But when we entered the park we found lots of people.  There was an area close to a large stage that was cordoned off and one had to have a pass to get in there.   It was, we think, a reunion for all the former & current mayors of the various arrondisements – and maybe the surrounding suburbs as well.  The live music was not continuous, as it would have been for such an event in the U.S.  There was nothing playing while we were there.  We walked all around & through the park, skirting the lowered garden area.  In the middle, down the meridian, is a long grassy area that was full of people with their picnic cloths on the ground.  It started to rain a little as we were leaving the park so we got on the metro and went home to wait for Murray & Ellen’s arrival.

They arrived about when we thought they would (on the train that comes in from Nice at 4:25 pm).  So when the taxi pulled up around 5:15, I was ready, out on the balcony, and I called out a welcome from six stories up down to the street.  They loved it.  Tom went down to help them get in.  They have so much luggage that the first trip up on the elevator was just Tom and most of the luggage.   Second trip was Murray & Ellen.

We had champagne and then went out to show them a bit of the immediate neighborhood.  We went to Della Piazza for dinner.  It was good, as always, and very reasonable.  We were a little later than usual, and it was a holiday when only some restaurants are open, so the place was as busy as we have ever seen it. 

Then we walked up rue du Commerce until it changes to La Motte Piquet and goes in front of the Ecole Militaire which faced the long park that includes the Eiffel tower.  We went into the park, just beyond the peace pavilion.  This time the park was crammed with people waiting for the fireworks.  We stood (all the grass was covered with bodies by now) along the edge of the grass, in just far enough from the chestnut trees that we had a good view of the sky around the tower.  People filled in all around us.  Then we were in a mass of shoulder to shoulder people that seemed like a half a mile wide and at least two miles long.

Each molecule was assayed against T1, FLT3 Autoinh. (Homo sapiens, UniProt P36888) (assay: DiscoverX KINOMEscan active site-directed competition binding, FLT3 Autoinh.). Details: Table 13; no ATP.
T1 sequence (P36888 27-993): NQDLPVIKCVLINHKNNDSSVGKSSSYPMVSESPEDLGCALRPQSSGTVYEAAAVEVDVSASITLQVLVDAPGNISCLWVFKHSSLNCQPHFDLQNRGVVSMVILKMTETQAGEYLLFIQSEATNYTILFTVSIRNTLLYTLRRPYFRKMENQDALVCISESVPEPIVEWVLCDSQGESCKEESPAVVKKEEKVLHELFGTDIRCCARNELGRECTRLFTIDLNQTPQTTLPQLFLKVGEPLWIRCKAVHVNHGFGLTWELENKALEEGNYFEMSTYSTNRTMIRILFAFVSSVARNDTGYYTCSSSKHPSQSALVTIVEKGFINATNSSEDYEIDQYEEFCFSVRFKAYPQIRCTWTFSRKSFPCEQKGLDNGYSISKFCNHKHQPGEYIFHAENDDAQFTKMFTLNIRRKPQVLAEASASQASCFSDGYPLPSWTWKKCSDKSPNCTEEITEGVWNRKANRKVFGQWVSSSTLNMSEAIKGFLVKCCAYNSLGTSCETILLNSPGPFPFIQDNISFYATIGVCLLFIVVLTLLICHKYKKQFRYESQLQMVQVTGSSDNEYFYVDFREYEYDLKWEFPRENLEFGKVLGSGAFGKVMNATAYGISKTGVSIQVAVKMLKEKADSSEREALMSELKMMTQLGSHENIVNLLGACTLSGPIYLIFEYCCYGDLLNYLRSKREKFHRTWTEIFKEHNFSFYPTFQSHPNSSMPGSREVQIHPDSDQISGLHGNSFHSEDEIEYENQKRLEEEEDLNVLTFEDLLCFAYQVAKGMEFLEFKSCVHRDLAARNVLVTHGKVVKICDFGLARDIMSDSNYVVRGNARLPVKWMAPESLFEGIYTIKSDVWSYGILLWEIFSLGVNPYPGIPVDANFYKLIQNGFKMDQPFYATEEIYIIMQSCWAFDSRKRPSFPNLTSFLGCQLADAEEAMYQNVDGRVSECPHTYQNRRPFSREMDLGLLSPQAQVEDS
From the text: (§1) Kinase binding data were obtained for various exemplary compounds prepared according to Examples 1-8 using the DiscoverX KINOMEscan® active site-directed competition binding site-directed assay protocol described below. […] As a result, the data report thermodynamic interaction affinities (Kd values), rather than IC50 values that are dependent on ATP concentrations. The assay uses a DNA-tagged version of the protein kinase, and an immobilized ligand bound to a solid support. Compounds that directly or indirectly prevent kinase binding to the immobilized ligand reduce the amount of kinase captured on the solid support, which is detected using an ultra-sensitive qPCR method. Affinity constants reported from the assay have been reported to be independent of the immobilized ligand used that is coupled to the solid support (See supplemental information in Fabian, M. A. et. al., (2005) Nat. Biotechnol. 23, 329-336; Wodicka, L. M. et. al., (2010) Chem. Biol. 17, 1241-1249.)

The fireworks finally started at 11 (it stays light here until 10:30 at this time of year).  It was a pretty fantastic show.  Maybe there are more elaborate fireworks somewhere, maybe not.  But nowhere else do they have an Eiffel Tower in the middle of it.  We knew when the show was about to begin because they turned all the lights on the tower off, and suddenly it was a black colossus against a dark blue sky.  Then the fireworks started, up from the bottom of the tower like a fountain.  There were also alternating red, white, and blue lights under the tower.  The search lights all around were used during brief intervals between sets of fireworks.  Their light was magical with all the hazy smoke in the air from the fireworks, and the big black tower in the middle.  There was classical music being broadcast from somewhere near the base of the tower.  When the show was beginning, we could hardly hear it.  But when the crowd became enthralled with the show, it became quiet, and we could hear the music.   Imagine a crowd that large becoming somewhat quiet, except for the outbursts of appreciation after particularly showy set.